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Tuesday, 2 June 2015

G-BIACK scaling up best Grow Biointensive agriculture practices in Thika

By Bob Aston
The last day of the Participatory Ecological Land Use Management (PELUM) Association Annual General Meeting (AGM) held at the Sustainable Agriculture Community Development Programme (SACDEP-Kenya) Training and Conference Facility in Thika on May 28-29, 2015 saw the 70 participants from more than 40 member organizations visit four different sites for a learning, exposure and exchange visit.
Participants were able to visit sites by Resources Oriented Development Initiatives (RODI), Sustainable Agriculture Community Development Programme (SACDEP-Kenya), Grow Biointensive Agriculture Centre of Kenya (G-BIACK) and Organic Agriculture Centre of Kenya (OACK).The exposure visits provided the participants with an opportunity to learn best practices as well as areas that need improvement.
Participants at the Maria Magdalena Special School kitchen garden

The G-BIACK visit saw a team of 14 participants travelling to the outskirts of Thika to visit Maria Magdalena Special School in Munyu area of Gatuanyaja Ward. G-BIACK has been supporting the special school which has 100 students for more than seven years.
The school has been supported to establish a kitchen garden and also use of drip irrigation. The half-acre kitchen garden has crops that include; Tomatoes, beans, kales, spinach, bananas, cassava, amaranth, pawpaw and sweet potatoes.
The students and school administration have been taught on production of nutritious food using Grow Biointensive Agriculture. The school has now been able to save more than 70 percent of the total cost used to purchase food as they are now able to feed all the students and even sell the surplus to the surrounding community members.
G-BIACK has also erected a water tank stand with an elevation of two metres above the ground which supports a water tank with a capacity of 1000 litres. The students are able to spend less time irrigating the kitchen garden as they only have to fill the water tank then water will flow through gravity to the different areas of the kitchen garden.
“We decided to help the school to establish the nutritious kitchen garden and also to enable them sell the surplus to community members so that the school can have a source of income,” said Mr. Samuel Nderitu from G-BIACK.
The students are also able to produce their own organic manure through vermiculture. A vermi composting section has also been set up where the students deposit farm and poultry waste. This later decomposes to form organic manure.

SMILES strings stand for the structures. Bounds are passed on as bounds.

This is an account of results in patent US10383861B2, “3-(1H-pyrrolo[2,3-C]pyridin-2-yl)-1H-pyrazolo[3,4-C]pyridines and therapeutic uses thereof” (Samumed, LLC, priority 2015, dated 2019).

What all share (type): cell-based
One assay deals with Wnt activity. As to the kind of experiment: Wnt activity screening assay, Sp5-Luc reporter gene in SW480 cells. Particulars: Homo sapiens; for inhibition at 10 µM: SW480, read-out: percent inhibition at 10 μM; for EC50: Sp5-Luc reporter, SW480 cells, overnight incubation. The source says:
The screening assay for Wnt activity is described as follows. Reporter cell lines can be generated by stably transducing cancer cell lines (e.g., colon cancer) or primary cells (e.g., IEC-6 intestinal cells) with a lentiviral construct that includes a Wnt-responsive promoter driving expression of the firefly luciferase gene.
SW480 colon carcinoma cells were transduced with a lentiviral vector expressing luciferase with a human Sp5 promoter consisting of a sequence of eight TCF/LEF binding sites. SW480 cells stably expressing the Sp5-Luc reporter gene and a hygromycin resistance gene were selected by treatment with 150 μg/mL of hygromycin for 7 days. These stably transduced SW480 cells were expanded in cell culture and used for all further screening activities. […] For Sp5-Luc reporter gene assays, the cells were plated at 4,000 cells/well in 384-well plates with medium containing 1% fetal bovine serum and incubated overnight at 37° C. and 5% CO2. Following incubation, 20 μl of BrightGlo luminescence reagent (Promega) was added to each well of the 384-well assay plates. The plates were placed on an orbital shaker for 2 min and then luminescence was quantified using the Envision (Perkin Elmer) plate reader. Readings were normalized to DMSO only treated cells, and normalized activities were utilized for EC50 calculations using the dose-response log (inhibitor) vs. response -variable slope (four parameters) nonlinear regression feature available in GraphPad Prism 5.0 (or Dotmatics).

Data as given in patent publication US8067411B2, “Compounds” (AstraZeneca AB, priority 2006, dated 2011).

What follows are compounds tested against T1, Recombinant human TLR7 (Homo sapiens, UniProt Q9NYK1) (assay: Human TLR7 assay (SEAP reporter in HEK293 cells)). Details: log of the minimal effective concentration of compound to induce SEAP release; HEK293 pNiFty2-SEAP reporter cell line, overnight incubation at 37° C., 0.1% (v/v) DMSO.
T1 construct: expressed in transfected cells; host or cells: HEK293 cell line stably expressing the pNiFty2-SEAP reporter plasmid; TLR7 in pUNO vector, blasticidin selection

Participants seeing a demonstration of the pest control measures
The special school field visit culminated in a tree planting session before the participants travelled to Gladys Wandia’s farm, Chairperson Tumaini Women Self-help group. G-BIACK started supporting the group 6 years ago. The 23 member group consisting of women between 70-100 years has been raising orphan children.
Initially the members predominantly grew maize and were using DAP fertilizer but over the years the farm yields started reducing. Most of the members were unable to sustain their families as well as the orphan children.
“G-BIACK has been a blessing to us. They not only taught us about Grow Biointensive Agriculture but we also learned about the importance of diversification. This has enabled us to support our families and the orphans as well as sell surplus produce to other community members,” said Mrs. Gladys Wandia.
Mrs. Wandia has planted crops in a five acre piece of land that include; pumpkin, beans, maize, thorny melon, sorghum, cassava, spider plant, bananas, black night shade, sweet potatoes, hibiscus.
G-BIACK has been giving the group members special seeds for different crops. They have also been trained on how to make organic fertilizer and how to control pests using farm products.
Some of the participants arriving at the G-BIACK head office
Later on in the day the participants visited G-BIACK head office. The head office consists of various sections namely: library; seed bank; women program exhibition; women centre; vermi composition section, a apiary; fish pond; nursery; Livestock research centre; research area; and propagation house. The organization has more than 48 varieties of seeds and they have planted more than 30 different varieties of plants.
G-BIACK is a community organization that trains and promotes Grow Biointensive Agriculture and community development technological options and initiatives among the small scale farm holders in Kenya. It was initiated in September 2009 to respond to the problems associated with increasing levels of poverty that is associated with food insecurity in the Country.
“Our mission is to seed a sense of empowerment and self-reliance in communities that lead to improved food sovereignty and livelihood and a healthier environment. We also promote and develop ecologically viable development strategies for sustainable and quality livelihoods,” said Mr. Nderitu.
Other services provided by G-BIACK include: ICT training; library services; food and nutrition, appropriate technology; health and sanitation; and one goat per family project.
The exposure visit enabled the participants to share knowledge on Grow Biointensive Agriculture. The practical demonstrations proved useful as some of the participants carried some of the crops to try and see if they can replicate the same in their own organizations.
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